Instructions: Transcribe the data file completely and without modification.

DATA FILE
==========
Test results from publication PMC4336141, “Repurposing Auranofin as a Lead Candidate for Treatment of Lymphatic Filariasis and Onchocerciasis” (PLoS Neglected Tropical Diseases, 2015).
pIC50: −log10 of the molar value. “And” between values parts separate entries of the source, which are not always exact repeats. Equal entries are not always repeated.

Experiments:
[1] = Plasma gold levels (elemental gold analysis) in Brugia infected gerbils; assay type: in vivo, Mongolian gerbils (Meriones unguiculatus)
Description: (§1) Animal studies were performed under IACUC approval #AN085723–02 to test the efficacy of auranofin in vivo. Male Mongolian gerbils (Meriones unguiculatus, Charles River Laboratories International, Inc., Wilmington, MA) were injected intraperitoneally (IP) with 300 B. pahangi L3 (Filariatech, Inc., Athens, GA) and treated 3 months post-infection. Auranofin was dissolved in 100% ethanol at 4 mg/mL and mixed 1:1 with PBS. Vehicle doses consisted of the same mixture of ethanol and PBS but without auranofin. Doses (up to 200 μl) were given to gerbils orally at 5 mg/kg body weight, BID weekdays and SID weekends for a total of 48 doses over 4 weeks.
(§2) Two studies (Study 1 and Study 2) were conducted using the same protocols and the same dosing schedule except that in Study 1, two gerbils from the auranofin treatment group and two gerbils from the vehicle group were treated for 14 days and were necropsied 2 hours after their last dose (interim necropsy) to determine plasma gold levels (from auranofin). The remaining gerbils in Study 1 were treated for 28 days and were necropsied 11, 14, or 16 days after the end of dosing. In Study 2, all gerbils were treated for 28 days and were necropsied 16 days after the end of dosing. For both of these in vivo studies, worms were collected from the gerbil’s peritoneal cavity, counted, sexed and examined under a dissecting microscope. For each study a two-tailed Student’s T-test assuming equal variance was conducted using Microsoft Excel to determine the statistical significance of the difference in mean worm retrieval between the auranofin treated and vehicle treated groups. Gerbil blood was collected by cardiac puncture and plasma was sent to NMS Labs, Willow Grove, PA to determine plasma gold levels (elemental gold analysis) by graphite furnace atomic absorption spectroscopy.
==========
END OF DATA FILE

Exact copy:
Test results from publication PMC4336141, “Repurposing Auranofin as a Lead Candidate for Treatment of Lymphatic Filariasis and Onchocerciasis” (PLoS Neglected Tropical Diseases, 2015).
pIC50: −log10 of the molar value. “And” between values parts separate entries of the source, which are not always exact repeats. Equal entries are not always repeated.

Experiments:
[1] = Plasma gold levels (elemental gold analysis) in Brugia infected gerbils; assay type: in vivo, Mongolian gerbils (Meriones unguiculatus)
Description: (§1) Animal studies were performed under IACUC approval #AN085723–02 to test the efficacy of auranofin in vivo. Male Mongolian gerbils (Meriones unguiculatus, Charles River Laboratories International, Inc., Wilmington, MA) were injected intraperitoneally (IP) with 300 B. pahangi L3 (Filariatech, Inc., Athens, GA) and treated 3 months post-infection. Auranofin was dissolved in 100% ethanol at 4 mg/mL and mixed 1:1 with PBS. Vehicle doses consisted of the same mixture of ethanol and PBS but without auranofin. Doses (up to 200 μl) were given to gerbils orally at 5 mg/kg body weight, BID weekdays and SID weekends for a total of 48 doses over 4 weeks.
(§2) Two studies (Study 1 and Study 2) were conducted using the same protocols and the same dosing schedule except that in Study 1, two gerbils from the auranofin treatment group and two gerbils from the vehicle group were treated for 14 days and were necropsied 2 hours after their last dose (interim necropsy) to determine plasma gold levels (from auranofin). The remaining gerbils in Study 1 were treated for 28 days and were necropsied 11, 14, or 16 days after the end of dosing. In Study 2, all gerbils were treated for 28 days and were necropsied 16 days after the end of dosing. For both of these in vivo studies, worms were collected from the gerbil’s peritoneal cavity, counted, sexed and examined under a dissecting microscope. For each study a two-tailed Student’s T-test assuming equal variance was conducted using Microsoft Excel to determine the statistical significance of the difference in mean worm retrieval between the auranofin treated and vehicle treated groups. Gerbil blood was collected by cardiac puncture and plasma was sent to NMS Labs, Willow Grove, PA to determine plasma gold levels (elemental gold analysis) by graphite furnace atomic absorption spectroscopy.